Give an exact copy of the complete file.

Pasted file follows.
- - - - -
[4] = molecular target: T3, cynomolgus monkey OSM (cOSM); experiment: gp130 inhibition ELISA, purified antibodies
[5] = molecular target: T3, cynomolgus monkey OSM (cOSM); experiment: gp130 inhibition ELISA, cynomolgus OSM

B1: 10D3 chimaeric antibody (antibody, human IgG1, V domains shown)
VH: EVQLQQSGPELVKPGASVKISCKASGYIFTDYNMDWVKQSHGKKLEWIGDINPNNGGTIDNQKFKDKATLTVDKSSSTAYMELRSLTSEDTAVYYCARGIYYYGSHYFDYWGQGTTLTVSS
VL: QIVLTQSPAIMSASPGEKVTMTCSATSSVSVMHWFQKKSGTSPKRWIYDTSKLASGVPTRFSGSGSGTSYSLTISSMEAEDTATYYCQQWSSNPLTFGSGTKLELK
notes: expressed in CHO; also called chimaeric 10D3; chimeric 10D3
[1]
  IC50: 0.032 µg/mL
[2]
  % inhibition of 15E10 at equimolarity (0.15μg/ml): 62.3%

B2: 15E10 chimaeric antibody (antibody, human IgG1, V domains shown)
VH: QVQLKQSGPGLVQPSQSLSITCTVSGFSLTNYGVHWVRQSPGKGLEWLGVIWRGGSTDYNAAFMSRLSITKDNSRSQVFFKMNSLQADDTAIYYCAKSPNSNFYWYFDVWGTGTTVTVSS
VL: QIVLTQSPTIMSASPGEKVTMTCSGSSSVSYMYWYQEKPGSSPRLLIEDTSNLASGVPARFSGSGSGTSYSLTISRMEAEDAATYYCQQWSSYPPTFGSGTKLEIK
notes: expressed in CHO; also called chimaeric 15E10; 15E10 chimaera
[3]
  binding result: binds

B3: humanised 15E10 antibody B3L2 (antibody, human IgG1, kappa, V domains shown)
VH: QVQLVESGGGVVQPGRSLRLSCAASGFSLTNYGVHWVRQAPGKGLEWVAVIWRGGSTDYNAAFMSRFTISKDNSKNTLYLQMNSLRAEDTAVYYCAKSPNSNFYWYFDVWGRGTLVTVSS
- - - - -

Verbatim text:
[4] = molecular target: T3, cynomolgus monkey OSM (cOSM); experiment: gp130 inhibition ELISA, purified antibodies
[5] = molecular target: T3, cynomolgus monkey OSM (cOSM); experiment: gp130 inhibition ELISA, cynomolgus OSM

B1: 10D3 chimaeric antibody (antibody, human IgG1, V domains shown)
VH: EVQLQQSGPELVKPGASVKISCKASGYIFTDYNMDWVKQSHGKKLEWIGDINPNNGGTIDNQKFKDKATLTVDKSSSTAYMELRSLTSEDTAVYYCARGIYYYGSHYFDYWGQGTTLTVSS
VL: QIVLTQSPAIMSASPGEKVTMTCSATSSVSVMHWFQKKSGTSPKRWIYDTSKLASGVPTRFSGSGSGTSYSLTISSMEAEDTATYYCQQWSSNPLTFGSGTKLELK
notes: expressed in CHO; also called chimaeric 10D3; chimeric 10D3
[1]
  IC50: 0.032 µg/mL
[2]
  % inhibition of 15E10 at equimolarity (0.15μg/ml): 62.3%

B2: 15E10 chimaeric antibody (antibody, human IgG1, V domains shown)
VH: QVQLKQSGPGLVQPSQSLSITCTVSGFSLTNYGVHWVRQSPGKGLEWLGVIWRGGSTDYNAAFMSRLSITKDNSRSQVFFKMNSLQADDTAIYYCAKSPNSNFYWYFDVWGTGTTVTVSS
VL: QIVLTQSPTIMSASPGEKVTMTCSGSSSVSYMYWYQEKPGSSPRLLIEDTSNLASGVPARFSGSGSGTSYSLTISRMEAEDAATYYCQQWSSYPPTFGSGTKLEIK
notes: expressed in CHO; also called chimaeric 15E10; 15E10 chimaera
[3]
  binding result: binds

B3: humanised 15E10 antibody B3L2 (antibody, human IgG1, kappa, V domains shown)
VH: QVQLVESGGGVVQPGRSLRLSCAASGFSLTNYGVHWVRQAPGKGLEWVAVIWRGGSTDYNAAFMSRFTISKDNSKNTLYLQMNSLRAEDTAVYYCAKSPNSNFYWYFDVWGRGTLVTVSS